Bennett Fort’19

Last Thursday, I sat in the Rubble meeting at lunch.  I was quickly tasked by one of our two fearless leaders, Neil Godbole, to write an article to bring up the student body’s spirit.  I knew I had to write a satirical article, but what would I write it about?  I had no idea, and I continued to have no idea up until 12:00 am on November 13th.  At midnight, I decided I needed to inspire myself, so I packed up a backpack with a notepad, and at least three bottles of Red-Bull (I can’t remember exactly how many, but it doesn’t matter).  I busted out my front door and ran to the Philadelphia International Airport.  I purchased a ticket to the Amazon Rainforest and boarded a biplane which would drop me directly over the center of the rainforest.  

Three hours later, I was given a parachute by the pilot, whose name was something I cannot exactly remember, so I’ll just refer to him as Dopey (he fell in and out of sleep during the entire flight, so I piloted the plane for roughly half of the journey).  Dopey proceeded to give me instructions on how to land using the parachute, but he fell asleep at the controls, and I fell off of the plane.  I pulled all of the cords on the parachute, yet for some reason, only one of them actually did something.  (Who designs parachutes? like seriously, just put one cord on there so that people know exactly how to not die.)  But, back to my quest for inspiration, I landed in the middle of the rainforest, with only myself and a pocketknife I had in my pocket, to survive.  I had brought food but left it on the biplane, which by now was somewhere over the Pacific or in a heaping wreck on the other side of the rainforest.  So, I decided to become “one with nature,” as they say.  I tore up my clothes and formed a spear out of a nearby rock.  Then, I hunted for the only thing I knew was in the Amazonian rainforest: the Giant Anteater.  However, luck was not in my favor, so I stopped by a Wendy’s that was about two miles west of me.  After finishing my Whopper and Chicken McNuggets, I returned to the center of the rainforest and decided I must find shelter as it was around 12:00 pm, and the sky was becoming darker.  I constructed a hammock out of some massive leaves and built a water reservoir out of bamboo I found lying near my campsite.  Eventually, night came and I crawled under the covers of my bed for a good night’s sleep.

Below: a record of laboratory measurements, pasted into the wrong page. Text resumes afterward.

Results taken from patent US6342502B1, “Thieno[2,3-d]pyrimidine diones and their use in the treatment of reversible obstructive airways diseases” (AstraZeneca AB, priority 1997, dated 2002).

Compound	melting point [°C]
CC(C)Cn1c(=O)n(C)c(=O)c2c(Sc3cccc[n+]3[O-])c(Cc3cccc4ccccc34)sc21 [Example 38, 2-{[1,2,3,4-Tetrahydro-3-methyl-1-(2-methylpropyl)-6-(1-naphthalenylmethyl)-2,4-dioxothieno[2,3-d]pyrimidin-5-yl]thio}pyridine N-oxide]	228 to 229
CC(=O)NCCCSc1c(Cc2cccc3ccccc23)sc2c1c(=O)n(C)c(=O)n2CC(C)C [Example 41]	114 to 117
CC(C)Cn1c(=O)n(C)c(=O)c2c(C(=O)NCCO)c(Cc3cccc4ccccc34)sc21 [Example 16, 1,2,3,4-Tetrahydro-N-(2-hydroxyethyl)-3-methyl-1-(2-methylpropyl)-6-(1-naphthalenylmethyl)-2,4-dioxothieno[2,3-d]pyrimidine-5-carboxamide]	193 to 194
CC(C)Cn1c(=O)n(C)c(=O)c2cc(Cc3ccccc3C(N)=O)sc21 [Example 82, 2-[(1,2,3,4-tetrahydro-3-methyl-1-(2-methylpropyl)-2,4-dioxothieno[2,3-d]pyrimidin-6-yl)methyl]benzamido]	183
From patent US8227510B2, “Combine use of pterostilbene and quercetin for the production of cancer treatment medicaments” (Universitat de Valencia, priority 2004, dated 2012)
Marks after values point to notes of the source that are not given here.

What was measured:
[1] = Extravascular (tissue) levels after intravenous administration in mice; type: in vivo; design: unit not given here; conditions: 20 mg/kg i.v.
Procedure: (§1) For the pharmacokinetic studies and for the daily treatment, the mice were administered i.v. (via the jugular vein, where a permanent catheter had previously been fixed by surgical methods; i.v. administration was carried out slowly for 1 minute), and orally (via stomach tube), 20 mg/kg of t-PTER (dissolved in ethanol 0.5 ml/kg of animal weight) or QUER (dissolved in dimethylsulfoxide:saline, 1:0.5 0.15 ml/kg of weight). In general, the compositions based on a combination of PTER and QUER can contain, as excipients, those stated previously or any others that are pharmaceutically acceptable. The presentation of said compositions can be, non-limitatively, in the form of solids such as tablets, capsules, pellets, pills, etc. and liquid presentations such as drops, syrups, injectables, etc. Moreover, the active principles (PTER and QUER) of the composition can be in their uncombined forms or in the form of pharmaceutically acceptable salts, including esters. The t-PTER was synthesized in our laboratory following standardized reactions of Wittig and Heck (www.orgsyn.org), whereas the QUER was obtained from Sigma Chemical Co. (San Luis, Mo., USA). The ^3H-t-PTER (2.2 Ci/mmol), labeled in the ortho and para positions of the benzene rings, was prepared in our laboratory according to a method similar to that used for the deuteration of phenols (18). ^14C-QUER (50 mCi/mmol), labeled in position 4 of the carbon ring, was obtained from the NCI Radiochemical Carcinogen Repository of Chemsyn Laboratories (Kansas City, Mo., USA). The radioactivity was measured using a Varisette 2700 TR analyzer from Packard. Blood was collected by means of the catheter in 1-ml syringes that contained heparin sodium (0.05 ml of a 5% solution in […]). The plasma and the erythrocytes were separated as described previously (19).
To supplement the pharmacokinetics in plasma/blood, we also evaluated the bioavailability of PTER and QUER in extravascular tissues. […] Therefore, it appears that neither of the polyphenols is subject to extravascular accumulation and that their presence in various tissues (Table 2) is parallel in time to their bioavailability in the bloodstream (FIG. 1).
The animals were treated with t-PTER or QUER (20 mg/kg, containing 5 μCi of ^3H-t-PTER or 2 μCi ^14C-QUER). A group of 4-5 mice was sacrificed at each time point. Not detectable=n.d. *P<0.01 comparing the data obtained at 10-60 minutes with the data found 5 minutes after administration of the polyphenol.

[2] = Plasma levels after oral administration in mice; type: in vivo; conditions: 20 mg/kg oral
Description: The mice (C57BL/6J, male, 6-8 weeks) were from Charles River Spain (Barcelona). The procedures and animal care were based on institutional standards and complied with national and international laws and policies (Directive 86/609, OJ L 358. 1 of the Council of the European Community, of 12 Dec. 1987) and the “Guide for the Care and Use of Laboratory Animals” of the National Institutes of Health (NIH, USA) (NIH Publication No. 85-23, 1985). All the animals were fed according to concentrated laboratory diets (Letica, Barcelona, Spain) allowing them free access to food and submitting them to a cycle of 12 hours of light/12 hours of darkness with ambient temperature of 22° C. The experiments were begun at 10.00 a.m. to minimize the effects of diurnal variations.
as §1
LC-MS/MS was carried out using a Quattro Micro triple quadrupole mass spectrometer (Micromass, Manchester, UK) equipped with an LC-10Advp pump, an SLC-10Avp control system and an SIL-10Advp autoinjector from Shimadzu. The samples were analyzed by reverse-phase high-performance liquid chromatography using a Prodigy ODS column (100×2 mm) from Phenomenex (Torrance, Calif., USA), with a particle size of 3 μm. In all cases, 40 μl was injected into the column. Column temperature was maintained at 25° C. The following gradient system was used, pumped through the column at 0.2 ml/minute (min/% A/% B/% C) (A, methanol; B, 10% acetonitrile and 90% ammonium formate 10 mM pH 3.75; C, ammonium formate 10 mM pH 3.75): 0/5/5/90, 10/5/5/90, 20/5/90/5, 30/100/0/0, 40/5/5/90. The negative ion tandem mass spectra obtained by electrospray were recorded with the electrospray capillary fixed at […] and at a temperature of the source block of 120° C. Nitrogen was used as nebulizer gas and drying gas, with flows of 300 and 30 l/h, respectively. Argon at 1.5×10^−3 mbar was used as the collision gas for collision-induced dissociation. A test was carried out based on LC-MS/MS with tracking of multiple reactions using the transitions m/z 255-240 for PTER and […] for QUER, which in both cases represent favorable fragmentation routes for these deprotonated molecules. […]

The next day, I embarked up-river.  I had built a canoe the previous night and decided to locate some gorillas.  Eventually, I reached a massive temple which I knew had been constructed by the gorilla tribe known as the Hominidae just 2000 years prior to my arrival.  I enter the elegant structure before being greeted by four, rather brooding gorillas who introduced themselves as Tilinias, Bifornius, Frinturius, and Tom.  They led me to their leader, the great, and almighty Lord HooHa.  The almighty HooHa, adorned in golden robes, hopped down from his throne that sat high above the rest of the tribe (I guess he wanted to assert his dominance).  HooHa approached me slowly, his mighty fists shaking the group below me.  Finally, he stood within 2 inches of me, his minty breath just reaching my nostrils.  Suddenly, he bellowed “Let the boy eat!”  I was quickly lifted up by the tribe and taken to a large, ornate dining room, where I was given every accommodation I could have asked for.  They let me stay there for what felt like over a year, but was actually just two hours, with my night’s sleep not being a night’s sleep at all and instead a nap I took when it seemed like it was getting dark.  I left the Hominidae tribe on November 13th, 2016, around 7:00 pm, and returned home in time to finish my homework.  My quest for inspiration probably sounds fantastical and almost unbelievable, but it was amazing. However, the time I spent living with the Hominidae tribe gave me little in the way of ideas for a satirical article for the Rubble.  Also, I forgot my toothbrush.